The present invention is based upon the discovery that MIS in a purified form is capable of inhibiting the growth of ovarian cancer cells. The purified compositions of this invention are obtained from testicular tissue. In order to be effective against ovarian cancer cells on a selected basis, the MIS should be purified to obtain at least about 0.5 mgm per gram of starting material and so that it has an activity of at least about 1 as measured by the Mullerian regression organ culture assay described below. If the MIS does not have this purity and activity level, it will not be effective against ovarian cancer cells on a selective basis since the material will be toxic also to normal cells to an undesirable extent. The major component in the biologically active fraction is a glycoprotein with a molecular weight of about 70,000 daltons.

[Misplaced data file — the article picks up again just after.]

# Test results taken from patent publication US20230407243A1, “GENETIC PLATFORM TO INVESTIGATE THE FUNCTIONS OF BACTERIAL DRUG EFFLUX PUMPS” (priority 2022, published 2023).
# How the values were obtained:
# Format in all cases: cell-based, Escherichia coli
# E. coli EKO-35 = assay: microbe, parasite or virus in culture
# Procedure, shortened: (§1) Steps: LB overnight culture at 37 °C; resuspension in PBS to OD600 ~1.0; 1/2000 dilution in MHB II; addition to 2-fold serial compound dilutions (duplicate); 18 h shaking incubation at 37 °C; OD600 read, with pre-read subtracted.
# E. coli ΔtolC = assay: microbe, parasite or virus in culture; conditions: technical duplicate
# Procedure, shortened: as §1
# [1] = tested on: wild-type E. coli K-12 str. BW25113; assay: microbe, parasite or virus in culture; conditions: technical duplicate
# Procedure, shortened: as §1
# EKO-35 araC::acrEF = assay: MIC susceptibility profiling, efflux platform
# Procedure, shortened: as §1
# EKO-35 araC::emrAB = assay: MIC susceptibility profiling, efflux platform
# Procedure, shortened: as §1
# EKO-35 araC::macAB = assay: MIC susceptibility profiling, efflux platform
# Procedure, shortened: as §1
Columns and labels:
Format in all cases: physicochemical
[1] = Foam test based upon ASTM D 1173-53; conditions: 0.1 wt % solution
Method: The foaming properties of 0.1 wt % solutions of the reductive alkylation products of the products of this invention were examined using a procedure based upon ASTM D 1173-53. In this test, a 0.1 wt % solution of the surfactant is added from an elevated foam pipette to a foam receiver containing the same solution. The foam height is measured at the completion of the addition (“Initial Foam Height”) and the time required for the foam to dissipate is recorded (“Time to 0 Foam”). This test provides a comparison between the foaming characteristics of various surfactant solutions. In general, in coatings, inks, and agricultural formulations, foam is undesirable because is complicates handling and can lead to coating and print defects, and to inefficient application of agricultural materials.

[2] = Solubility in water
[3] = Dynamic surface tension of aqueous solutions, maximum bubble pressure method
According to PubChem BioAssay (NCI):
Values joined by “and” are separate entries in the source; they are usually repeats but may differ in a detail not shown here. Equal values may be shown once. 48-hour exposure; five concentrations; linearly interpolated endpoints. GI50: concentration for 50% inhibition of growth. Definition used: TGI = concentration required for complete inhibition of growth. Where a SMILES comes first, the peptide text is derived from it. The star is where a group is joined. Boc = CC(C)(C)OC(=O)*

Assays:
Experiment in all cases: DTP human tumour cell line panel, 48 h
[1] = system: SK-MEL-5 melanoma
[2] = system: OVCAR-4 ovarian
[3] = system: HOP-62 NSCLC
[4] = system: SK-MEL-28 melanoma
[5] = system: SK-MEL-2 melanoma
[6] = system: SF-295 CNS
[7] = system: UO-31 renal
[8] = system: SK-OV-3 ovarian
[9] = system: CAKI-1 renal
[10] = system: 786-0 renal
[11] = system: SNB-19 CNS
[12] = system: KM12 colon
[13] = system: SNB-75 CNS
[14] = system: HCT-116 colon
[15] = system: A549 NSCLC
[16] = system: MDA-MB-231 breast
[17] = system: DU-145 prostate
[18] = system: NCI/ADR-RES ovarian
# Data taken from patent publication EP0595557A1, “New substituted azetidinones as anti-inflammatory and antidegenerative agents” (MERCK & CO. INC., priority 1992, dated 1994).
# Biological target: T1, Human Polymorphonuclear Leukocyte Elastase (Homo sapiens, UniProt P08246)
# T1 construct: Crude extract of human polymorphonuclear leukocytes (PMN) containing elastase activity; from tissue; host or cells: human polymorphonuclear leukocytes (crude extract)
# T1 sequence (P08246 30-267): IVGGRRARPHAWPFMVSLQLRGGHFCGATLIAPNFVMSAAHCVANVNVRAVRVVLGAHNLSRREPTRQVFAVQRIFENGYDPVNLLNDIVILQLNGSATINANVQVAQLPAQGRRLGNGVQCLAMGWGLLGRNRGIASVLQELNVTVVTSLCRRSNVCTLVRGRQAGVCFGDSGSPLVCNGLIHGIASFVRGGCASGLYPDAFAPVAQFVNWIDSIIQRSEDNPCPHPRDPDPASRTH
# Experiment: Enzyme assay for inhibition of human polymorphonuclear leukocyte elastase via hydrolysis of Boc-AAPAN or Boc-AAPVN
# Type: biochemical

Carbohydrate analysis shows that the carbohydrate portion of the active fraction comprises primarily mannose, galactose, glucosamine and N-acetylneuraminic acid while the peptide portion comprises between about 80 and 90 weight percent amino acids.
The MIS is obtained by excising testicular tissue from the newborn animals and thereafter mincing the tissue at a low temperature such as in ice in order to minimize or prevent degradation of the active MIS substance such as by release of protease. In this connection, it is preferred to effect the mincing of the tissue immediately after excising it from the animal also to minimize or prevent degradation of the active MIS material. The minced tissue then is suspended in an aqueous medium of a highly polar solvent such as guanidine chloride, guanidine bromide, high molar lithium chloride or other dissociative solvents which function to solubilize the protein and to extract the MIS from the tissue. Generally, the aqueous extraction solution has a pH between about 5 and 8.5. The resultant composition then is treated such as by centrifugation in order to separate the supernatant from the tissue. It is preferred to conduct this extraction step in the presence of a protease inhibitor such as benzamidine or the like. By utilizing the protease inhibitor, MIS degradation is minimized so that higher yields of the MIS are obtained.